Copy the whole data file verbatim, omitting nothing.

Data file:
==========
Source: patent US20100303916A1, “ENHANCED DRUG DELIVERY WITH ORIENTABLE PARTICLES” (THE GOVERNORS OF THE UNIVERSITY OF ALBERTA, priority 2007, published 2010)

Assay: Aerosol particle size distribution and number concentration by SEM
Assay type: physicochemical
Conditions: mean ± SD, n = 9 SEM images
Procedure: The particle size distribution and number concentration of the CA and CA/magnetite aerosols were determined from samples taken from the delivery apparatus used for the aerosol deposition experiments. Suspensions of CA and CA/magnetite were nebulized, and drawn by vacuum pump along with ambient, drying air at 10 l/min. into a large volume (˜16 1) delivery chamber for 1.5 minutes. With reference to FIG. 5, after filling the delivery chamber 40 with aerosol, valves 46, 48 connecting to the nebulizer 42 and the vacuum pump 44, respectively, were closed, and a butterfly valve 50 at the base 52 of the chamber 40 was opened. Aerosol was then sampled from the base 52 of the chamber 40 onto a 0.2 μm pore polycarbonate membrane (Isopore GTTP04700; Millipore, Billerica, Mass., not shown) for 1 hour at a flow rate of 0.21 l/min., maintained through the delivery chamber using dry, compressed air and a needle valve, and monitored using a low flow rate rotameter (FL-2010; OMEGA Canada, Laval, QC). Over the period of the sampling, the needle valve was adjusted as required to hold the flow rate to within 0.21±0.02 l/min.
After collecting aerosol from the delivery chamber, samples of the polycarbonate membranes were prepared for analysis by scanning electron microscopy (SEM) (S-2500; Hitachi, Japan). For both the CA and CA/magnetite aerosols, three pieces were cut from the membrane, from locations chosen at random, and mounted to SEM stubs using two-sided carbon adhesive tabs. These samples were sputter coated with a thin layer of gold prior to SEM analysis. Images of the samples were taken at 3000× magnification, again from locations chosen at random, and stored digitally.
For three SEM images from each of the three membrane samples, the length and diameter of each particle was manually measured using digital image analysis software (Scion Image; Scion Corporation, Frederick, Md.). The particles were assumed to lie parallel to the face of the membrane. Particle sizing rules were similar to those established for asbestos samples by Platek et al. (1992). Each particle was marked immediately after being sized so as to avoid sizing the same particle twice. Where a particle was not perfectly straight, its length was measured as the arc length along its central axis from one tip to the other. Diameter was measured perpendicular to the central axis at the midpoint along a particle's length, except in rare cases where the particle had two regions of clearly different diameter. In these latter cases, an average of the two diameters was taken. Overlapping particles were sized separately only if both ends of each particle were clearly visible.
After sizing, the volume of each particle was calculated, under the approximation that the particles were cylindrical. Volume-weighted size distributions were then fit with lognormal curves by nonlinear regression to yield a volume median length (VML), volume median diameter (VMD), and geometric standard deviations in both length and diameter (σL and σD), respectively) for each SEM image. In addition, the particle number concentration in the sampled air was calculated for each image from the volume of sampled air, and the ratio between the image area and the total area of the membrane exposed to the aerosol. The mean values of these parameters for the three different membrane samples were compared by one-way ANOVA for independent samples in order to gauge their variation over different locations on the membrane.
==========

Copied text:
Source: patent US20100303916A1, “ENHANCED DRUG DELIVERY WITH ORIENTABLE PARTICLES” (THE GOVERNORS OF THE UNIVERSITY OF ALBERTA, priority 2007, published 2010)

Assay: Aerosol particle size distribution and number concentration by SEM
Assay type: physicochemical
Conditions: mean ± SD, n = 9 SEM images
Procedure: The particle size distribution and number concentration of the CA and CA/magnetite aerosols were determined from samples taken from the delivery apparatus used for the aerosol deposition experiments. Suspensions of CA and CA/magnetite were nebulized, and drawn by vacuum pump along with ambient, drying air at 10 l/min. into a large volume (˜16 1) delivery chamber for 1.5 minutes. With reference to FIG. 5, after filling the delivery chamber 40 with aerosol, valves 46, 48 connecting to the nebulizer 42 and the vacuum pump 44, respectively, were closed, and a butterfly valve 50 at the base 52 of the chamber 40 was opened. Aerosol was then sampled from the base 52 of the chamber 40 onto a 0.2 μm pore polycarbonate membrane (Isopore GTTP04700; Millipore, Billerica, Mass., not shown) for 1 hour at a flow rate of 0.21 l/min., maintained through the delivery chamber using dry, compressed air and a needle valve, and monitored using a low flow rate rotameter (FL-2010; OMEGA Canada, Laval, QC). Over the period of the sampling, the needle valve was adjusted as required to hold the flow rate to within 0.21±0.02 l/min.
After collecting aerosol from the delivery chamber, samples of the polycarbonate membranes were prepared for analysis by scanning electron microscopy (SEM) (S-2500; Hitachi, Japan). For both the CA and CA/magnetite aerosols, three pieces were cut from the membrane, from locations chosen at random, and mounted to SEM stubs using two-sided carbon adhesive tabs. These samples were sputter coated with a thin layer of gold prior to SEM analysis. Images of the samples were taken at 3000× magnification, again from locations chosen at random, and stored digitally.
For three SEM images from each of the three membrane samples, the length and diameter of each particle was manually measured using digital image analysis software (Scion Image; Scion Corporation, Frederick, Md.). The particles were assumed to lie parallel to the face of the membrane. Particle sizing rules were similar to those established for asbestos samples by Platek et al. (1992). Each particle was marked immediately after being sized so as to avoid sizing the same particle twice. Where a particle was not perfectly straight, its length was measured as the arc length along its central axis from one tip to the other. Diameter was measured perpendicular to the central axis at the midpoint along a particle's length, except in rare cases where the particle had two regions of clearly different diameter. In these latter cases, an average of the two diameters was taken. Overlapping particles were sized separately only if both ends of each particle were clearly visible.
After sizing, the volume of each particle was calculated, under the approximation that the particles were cylindrical. Volume-weighted size distributions were then fit with lognormal curves by nonlinear regression to yield a volume median length (VML), volume median diameter (VMD), and geometric standard deviations in both length and diameter (σL and σD), respectively) for each SEM image. In addition, the particle number concentration in the sampled air was calculated for each image from the volume of sampled air, and the ratio between the image area and the total area of the membrane exposed to the aerosol. The mean values of these parameters for the three different membrane samples were compared by one-way ANOVA for independent samples in order to gauge their variation over different locations on the membrane.